life advice – dying relative

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  • life advice – dying relative
  • cynic-al
    Member

    My aunt, 91, is on her last legs. Not ill, just given up eating and says her body is failing.

    I’m not especially close with her or her family but get on fine on the occasions we meet up (last time for her husband’s funeral 2 years ago), she’s too far away to visit. She’s a lovely kind woman of whom I have happy memories.

    For whatever reason I feel fairly awkward around death and never know quite what to do, but I’d like to do something, probably just write a letter (without saying “sorry you’re dying”, or “what a great life you’ve had” etc) – seem reasonable?

    yossarian
    Member

    Go and see her.

    Premier Icon theotherjonv
    Subscriber

    Are you doing this for you, or her? Do you feel you ought to go and see her, but don’t really want to (and it does sound like a bit of effort). What do you think SHE would want – would she be pleased to see you a last time or would she be thinking you’re only going to see a dying lady because you feel you ought to.

    Many of us are awkward around death, we’ll only get better at it by confronting it. Sounds like she’s OK with it, having had a good life but now deciding it isn’t fun any more being so infirm, she’s probably quite looking forward to it. I know my wife’s gran was, and we kept visiting because she was still fun to be with and reminisce on what she’d done when she was younger. Do you have any old photos or memories you could talk to her about, rather than sit there in dutiful silence.

    FunkyDunc
    Member

    Where’s too far away to visit? New Zealand?

    To be honest a letter isn’t good IMO, its not every day you die so could be perceived as not really being that bothered.

    Then are you that bothered? Death can bring out all kind of reactions in people ie the ling lost relative who turns up at the death bed having not seeing ‘x’ for 20 years… Must be after the money ay?

    Do what you think is best, that’s all you can do…

    cynic-al
    Member

    Thanks guys – some of the motivation is for me. Visiting would be odd as I’ve not visited them for decades and only see them at weddings etc. A letter may be okay because as families we do communicate that way.

    brack
    Member

    We are born into this life seeking physical contact

    It is my opinion ( and wherever possible ) we should die that way also.

    Ok a broad metaphor but one that keeps things simple … In my head at least.

    tinsy
    Member

    I would love to travel back in time & spend a bit more time with my nan than I did when I actually had the chance but was too cought up in myself.

    Go see her.

    Premier Icon teamhurtmore
    Subscriber

    If possible, go and see her. That would be special.

    If not, then write a letter.

    Either way, do not have regrets that you missed a chance to say goodbye and/or to remind her of why she was very kind and why you have special memories. We can help others pass away in peace and talking openly about why you like/love each other is a key part in this. People “know” when they are closing in on the end of their lives and may be at peace or may be scared. This is our time to help them throught this process in their current lives as they pass to the next in physical and emotional comfort.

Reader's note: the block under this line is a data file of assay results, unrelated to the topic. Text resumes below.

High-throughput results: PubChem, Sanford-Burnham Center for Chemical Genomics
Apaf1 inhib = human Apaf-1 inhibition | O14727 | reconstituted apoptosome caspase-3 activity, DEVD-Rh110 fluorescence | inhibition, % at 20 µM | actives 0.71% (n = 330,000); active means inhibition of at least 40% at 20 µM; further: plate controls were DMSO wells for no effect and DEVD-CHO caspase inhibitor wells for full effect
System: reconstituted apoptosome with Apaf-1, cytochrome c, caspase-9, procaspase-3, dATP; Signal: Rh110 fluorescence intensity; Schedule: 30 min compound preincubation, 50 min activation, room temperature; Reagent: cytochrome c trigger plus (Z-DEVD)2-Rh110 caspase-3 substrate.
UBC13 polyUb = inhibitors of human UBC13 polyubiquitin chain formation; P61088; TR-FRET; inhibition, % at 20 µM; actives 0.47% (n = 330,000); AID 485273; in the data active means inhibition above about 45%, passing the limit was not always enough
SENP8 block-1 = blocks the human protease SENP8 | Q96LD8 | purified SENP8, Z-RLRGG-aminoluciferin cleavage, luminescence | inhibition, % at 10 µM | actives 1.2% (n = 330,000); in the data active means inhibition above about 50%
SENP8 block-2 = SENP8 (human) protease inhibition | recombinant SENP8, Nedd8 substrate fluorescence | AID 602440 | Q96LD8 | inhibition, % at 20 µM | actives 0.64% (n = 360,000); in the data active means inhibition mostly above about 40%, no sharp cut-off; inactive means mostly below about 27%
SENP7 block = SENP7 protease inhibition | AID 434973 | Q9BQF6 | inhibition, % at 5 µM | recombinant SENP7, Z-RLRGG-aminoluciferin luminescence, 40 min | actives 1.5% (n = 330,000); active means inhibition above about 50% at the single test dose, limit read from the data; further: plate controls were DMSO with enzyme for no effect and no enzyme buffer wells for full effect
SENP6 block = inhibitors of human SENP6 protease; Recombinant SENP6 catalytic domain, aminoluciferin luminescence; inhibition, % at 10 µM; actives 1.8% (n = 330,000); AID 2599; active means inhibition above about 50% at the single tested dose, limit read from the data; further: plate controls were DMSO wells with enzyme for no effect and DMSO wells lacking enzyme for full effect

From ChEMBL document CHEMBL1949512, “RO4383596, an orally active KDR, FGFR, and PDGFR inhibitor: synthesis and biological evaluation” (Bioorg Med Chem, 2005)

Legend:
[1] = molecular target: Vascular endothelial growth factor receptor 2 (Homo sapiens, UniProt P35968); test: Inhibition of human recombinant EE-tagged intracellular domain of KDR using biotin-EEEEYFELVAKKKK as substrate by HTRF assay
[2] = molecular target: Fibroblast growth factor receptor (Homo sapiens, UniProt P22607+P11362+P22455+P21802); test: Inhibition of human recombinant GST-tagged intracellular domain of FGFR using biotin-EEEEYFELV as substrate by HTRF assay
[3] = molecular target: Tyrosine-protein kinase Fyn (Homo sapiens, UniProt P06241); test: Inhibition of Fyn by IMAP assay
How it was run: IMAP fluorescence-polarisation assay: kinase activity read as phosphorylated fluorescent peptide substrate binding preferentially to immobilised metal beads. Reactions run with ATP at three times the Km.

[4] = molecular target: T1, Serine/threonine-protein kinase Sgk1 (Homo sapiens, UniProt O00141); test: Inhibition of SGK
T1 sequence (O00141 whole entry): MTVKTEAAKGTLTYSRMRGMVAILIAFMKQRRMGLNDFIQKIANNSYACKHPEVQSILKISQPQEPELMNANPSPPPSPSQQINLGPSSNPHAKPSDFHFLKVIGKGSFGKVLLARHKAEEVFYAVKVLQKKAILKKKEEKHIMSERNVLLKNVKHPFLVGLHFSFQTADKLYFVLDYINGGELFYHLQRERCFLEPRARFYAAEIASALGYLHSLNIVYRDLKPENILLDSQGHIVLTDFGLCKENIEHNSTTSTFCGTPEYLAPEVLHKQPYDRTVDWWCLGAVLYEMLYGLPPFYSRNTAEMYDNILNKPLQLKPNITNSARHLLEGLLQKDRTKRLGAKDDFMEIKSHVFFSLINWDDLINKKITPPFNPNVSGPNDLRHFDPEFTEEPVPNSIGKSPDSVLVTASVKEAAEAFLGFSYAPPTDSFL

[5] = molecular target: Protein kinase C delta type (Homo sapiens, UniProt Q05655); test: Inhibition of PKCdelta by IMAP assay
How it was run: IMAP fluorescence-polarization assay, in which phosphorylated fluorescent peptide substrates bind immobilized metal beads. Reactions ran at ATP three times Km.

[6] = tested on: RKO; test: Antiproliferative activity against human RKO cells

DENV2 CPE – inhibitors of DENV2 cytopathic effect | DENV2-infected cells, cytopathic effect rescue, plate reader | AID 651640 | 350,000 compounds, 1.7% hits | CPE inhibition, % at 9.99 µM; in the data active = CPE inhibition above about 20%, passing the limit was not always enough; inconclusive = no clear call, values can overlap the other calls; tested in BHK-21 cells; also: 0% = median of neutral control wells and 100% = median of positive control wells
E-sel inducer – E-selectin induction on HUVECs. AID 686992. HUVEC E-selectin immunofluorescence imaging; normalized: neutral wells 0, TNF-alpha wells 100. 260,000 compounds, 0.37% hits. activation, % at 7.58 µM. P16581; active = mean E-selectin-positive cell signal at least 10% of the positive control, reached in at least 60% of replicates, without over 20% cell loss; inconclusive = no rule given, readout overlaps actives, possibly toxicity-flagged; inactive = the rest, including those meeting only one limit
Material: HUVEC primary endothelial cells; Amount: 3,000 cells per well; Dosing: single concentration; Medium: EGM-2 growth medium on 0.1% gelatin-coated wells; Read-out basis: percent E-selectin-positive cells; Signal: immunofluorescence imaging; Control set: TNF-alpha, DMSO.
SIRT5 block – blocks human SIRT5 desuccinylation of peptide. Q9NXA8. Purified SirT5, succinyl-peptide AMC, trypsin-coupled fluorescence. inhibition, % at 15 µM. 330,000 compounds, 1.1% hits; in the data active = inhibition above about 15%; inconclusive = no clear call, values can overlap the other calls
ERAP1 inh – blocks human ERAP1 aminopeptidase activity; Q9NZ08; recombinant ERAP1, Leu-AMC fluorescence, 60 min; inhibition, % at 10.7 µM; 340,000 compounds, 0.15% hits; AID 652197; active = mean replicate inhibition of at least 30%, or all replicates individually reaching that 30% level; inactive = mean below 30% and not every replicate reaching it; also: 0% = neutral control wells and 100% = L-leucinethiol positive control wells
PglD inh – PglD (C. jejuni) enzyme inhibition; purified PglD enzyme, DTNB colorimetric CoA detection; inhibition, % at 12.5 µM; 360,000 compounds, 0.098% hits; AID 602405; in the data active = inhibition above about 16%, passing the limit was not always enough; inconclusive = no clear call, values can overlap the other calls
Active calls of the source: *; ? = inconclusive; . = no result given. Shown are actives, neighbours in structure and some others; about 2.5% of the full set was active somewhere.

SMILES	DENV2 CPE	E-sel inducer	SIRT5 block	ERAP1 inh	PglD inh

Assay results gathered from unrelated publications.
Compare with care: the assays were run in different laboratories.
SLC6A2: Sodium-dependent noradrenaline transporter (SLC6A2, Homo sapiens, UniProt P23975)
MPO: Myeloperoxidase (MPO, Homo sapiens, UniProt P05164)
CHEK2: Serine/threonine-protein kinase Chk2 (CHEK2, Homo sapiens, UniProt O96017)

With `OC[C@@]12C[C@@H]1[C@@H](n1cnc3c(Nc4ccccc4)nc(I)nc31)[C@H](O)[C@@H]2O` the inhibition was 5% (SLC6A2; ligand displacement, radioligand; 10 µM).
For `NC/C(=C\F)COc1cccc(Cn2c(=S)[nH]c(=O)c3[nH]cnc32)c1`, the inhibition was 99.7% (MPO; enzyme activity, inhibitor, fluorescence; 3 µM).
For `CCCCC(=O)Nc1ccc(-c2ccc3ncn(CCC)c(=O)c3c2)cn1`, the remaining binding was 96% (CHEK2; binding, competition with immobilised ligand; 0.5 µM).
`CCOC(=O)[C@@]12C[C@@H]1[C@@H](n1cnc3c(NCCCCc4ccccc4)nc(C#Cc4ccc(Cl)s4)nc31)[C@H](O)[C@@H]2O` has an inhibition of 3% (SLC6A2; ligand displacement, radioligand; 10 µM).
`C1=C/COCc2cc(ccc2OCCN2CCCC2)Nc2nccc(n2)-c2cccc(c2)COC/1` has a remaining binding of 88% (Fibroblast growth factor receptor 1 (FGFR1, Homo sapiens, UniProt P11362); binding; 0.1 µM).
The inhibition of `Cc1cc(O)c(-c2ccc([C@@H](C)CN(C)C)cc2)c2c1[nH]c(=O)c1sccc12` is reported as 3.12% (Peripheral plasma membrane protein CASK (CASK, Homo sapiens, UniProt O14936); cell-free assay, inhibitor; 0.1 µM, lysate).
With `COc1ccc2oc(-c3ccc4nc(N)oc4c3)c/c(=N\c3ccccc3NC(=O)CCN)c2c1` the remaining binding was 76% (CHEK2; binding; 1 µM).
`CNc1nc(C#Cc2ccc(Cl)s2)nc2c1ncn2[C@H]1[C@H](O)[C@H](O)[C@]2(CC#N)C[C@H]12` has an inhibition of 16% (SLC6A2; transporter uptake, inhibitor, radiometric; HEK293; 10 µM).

You don’t have a second chance. Make the most of what time you have with her now. You will both be better for it.

    qwerty
    Member

    Skype?

    Most of the old, old people i’ve met have a different view on dying than we do, most know its coming and welcome its relief from a dragged out life.

    Go see her, say goodbye properly, it’ll be a once in a lifetime experience for you both.

    Premier Icon Andy R
    Subscriber

    qwerty – Member

    Most of the old, old people I’ve met have a different view on dying than we do, most know its coming and welcome its relief from a dragged out life.

    Go see her, say goodbye properly, it’ll be a once in a lifetime experience for you both.

    My mother’s 96, so I suppose she could be described as “old, old” but I don’t think that her views on dying are very different to mine or yours. I certainly don’t believe that she considers her life to have been “dragged out” – what age do you consider to be a reasonable life and beyond that excessively “draggy”?

    And we all know it’s coming, that’s for sure….

    Anyway, cynic-al – go and see your aunt if you feel you want or need to. A letter would be a very poor substitute in my opinion.

    bigyinn
    Member

    Go see her. She knows whats coming, so do you. Your visit may just make her last few days a little better for her.
    You may feel uncomfortable, but its a small price to pay for making someone feel loved.

    Premier Icon zippykona
    Subscriber

    If she was emigrating to Australia you’d go and see her.

    Premier Icon jamj1974
    Subscriber

    A letter may be okay because as families we do communicate that way.

    Not when she’s dying. Go and see her – that will tell her you care more than any words.

    qwerty
    Member

    Andy R – I’ve probably spent too long in old peoples homes!!!

    Premier Icon Andy R
    Subscriber

    qwerty – Member
    Andy R – I’ve probably spent too long in old peoples homes!!!

    Yes, I suppose that might make one feel that way. My mother still lives at home though and, although she can’t walk too well now, she still gets on with cooking, washing, sewing, reading – all that sort of stuff and her mind is as sharp as it ever was.
    She would be the first to admit that both she and my father (who died at 93) have been very fortunate in this respect.